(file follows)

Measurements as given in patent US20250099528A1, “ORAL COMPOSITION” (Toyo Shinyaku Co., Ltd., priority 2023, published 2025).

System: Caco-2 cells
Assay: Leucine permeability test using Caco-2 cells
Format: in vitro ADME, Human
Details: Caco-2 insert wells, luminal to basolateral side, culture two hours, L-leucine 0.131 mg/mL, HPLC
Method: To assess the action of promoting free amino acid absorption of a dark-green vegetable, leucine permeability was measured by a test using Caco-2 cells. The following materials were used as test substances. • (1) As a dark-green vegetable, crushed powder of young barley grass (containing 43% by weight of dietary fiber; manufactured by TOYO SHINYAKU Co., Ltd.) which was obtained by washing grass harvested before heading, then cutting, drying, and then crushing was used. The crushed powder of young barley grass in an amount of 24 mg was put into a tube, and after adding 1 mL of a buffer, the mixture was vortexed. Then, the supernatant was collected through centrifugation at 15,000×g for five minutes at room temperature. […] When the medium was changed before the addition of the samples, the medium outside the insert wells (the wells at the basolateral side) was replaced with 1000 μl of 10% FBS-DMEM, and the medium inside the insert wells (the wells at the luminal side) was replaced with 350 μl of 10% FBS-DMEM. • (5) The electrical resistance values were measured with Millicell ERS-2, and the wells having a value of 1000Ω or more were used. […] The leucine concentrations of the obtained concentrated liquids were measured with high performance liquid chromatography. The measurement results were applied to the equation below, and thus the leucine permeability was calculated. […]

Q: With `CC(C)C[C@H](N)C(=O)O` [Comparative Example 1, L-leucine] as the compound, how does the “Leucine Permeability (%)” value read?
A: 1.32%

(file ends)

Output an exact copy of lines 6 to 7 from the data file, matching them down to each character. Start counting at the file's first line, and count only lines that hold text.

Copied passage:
Method: To assess the action of promoting free amino acid absorption of a dark-green vegetable, leucine permeability was measured by a test using Caco-2 cells. The following materials were used as test substances. • (1) As a dark-green vegetable, crushed powder of young barley grass (containing 43% by weight of dietary fiber; manufactured by TOYO SHINYAKU Co., Ltd.) which was obtained by washing grass harvested before heading, then cutting, drying, and then crushing was used. The crushed powder of young barley grass in an amount of 24 mg was put into a tube, and after adding 1 mL of a buffer, the mixture was vortexed. Then, the supernatant was collected through centrifugation at 15,000×g for five minutes at room temperature. […] When the medium was changed before the addition of the samples, the medium outside the insert wells (the wells at the basolateral side) was replaced with 1000 μl of 10% FBS-DMEM, and the medium inside the insert wells (the wells at the luminal side) was replaced with 350 μl of 10% FBS-DMEM. • (5) The electrical resistance values were measured with Millicell ERS-2, and the wells having a value of 1000Ω or more were used. […] The leucine concentrations of the obtained concentrated liquids were measured with high performance liquid chromatography. The measurement results were applied to the equation below, and thus the leucine permeability was calculated. […]

Q: With `CC(C)C[C@H](N)C(=O)O` [Comparative Example 1, L-leucine] as the compound, how does the “Leucine Permeability (%)” value read?